The History of the Pacolet Area

For several thousand years, there was little human activity in the area that was to eventually be known as Pacolet. Hunting parties of Native American Indians passed over and around the area. In more recent times both the Catawba and the Cherokees hunted in the area. There was an abundance of wildlife. The Indians lived lightly on the land. In most places, they left little to mark their thousands of years living in the Piedmont except an occasional stone arrowhead.  However, right beside the Pacolet River they found a valuable supply of soapstone and mined it for their use for many generations. Click on the link at the bottom of this page for more information on the soapstone.

The Pacolet area was part of a vast wilderness that changed little over the centuries until the coming of the Europeans. The first time that one of the white Europeans came was about the year, 1567, when a  party of Spanish explorers under the command of Captain Juan Pardo passed nearby. In 1934, a stone marked with the date "1567" and direction markings was plowed up on a farm near Inman, close to Lawson's Fork Creek. This stone is thought to be left by Pardo's expedition and is now in the Spartanburg Museum.

This was the first contact with the Europeans but it was only the beginning. It started slowly at first. It was almost another 200 years before the white men came to the area of the creek in any numbers. In all this time, the area near what would eventually be called Pacolet and the Pacolet River remained a perfect wilderness. Around 1750, more white men came to the area. These men brought their families and started to make settlements. For the most part, they came down from the north, particularly the state of Pennsylvania. They first settled on the branches of the Tyger River, on Fairforest Creek and along the Pacolet River near Grindal Shoals. They came in increasing numbers and changed the Piedmont forever.

The settlers worked hard to make a living and raise their crops, particularly corn. They used the corn for food for themselves and their animals. They needed to have the corn ground into meal. Some of the settlers built small water powered mills using the creeks that provided a ready source of water power. It was during this time that Lawson's Fork Creek that flows through the town of Glendale  got its name. The origin of who and where Lawson was has been lost to time but evidently, the "Fork" name was given because it flowed into and was a fork of the Pacolet River.

For about the next 20 years or so, after 1750, only an occasional family settled along Lawson's Fork and there was probably a small corn grinding mill or two using the water power of the creek. But the year, 1773,  was the beginning of using the water power of Lawson's Fork that eventually led to what we know today as Glendale.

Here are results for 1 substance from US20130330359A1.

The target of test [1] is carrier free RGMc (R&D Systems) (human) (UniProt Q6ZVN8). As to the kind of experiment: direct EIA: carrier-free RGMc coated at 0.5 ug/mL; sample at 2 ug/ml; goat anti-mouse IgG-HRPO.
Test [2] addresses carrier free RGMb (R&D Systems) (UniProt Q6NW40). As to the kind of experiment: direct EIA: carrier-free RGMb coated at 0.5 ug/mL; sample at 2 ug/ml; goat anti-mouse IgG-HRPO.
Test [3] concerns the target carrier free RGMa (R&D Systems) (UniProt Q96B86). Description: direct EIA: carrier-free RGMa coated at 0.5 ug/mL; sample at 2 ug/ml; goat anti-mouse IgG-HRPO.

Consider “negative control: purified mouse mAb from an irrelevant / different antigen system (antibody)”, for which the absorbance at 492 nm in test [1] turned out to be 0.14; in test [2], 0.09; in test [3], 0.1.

The use of the water power from the Pacolet River would not happen until a later date.

The Pacolet area takes its name from the Pacolet River. There is considerable controversy about the name Pacolet. There are at least the following stories. One, is that the word is French in origin and means "swift messenger" and the river got this name because it was a fast stream. Still another says that it means "swift horseman" or "swift runner". Another is that it was named after an Indian tribe that lived near the river. Still another, is that it was named after a man named Pacolet who had once lived in the vicinity. Evidently, someone in an official capacity at the mill believed the story about it meaning "swift horseman". A picture of a running horse was adopted as a symbol for the mill and things associated with it. This must have been the indirect origin of the name of the "Trojans" for the baseball teams through the story of the Trojan horse.


The Settlement at Grindal Shoals
Tolleson's Tavern
The Soapstone Quarries
Local Historic Roads
 
Return to Pacolet Homepage

This web site has been started as a public service to share the story of Pacolet. The web master and person to contact about putting information on the web site is me, Gerald Teaster.  Contact me at:
gteaster@pacoletmemories.com or by telephone at (843) 873-8117.
 My regular mail adress is:
1311 Jahnz Ave.
Summerville, SC 29485

See more information about my Pacolet connection at Gerald Teaster.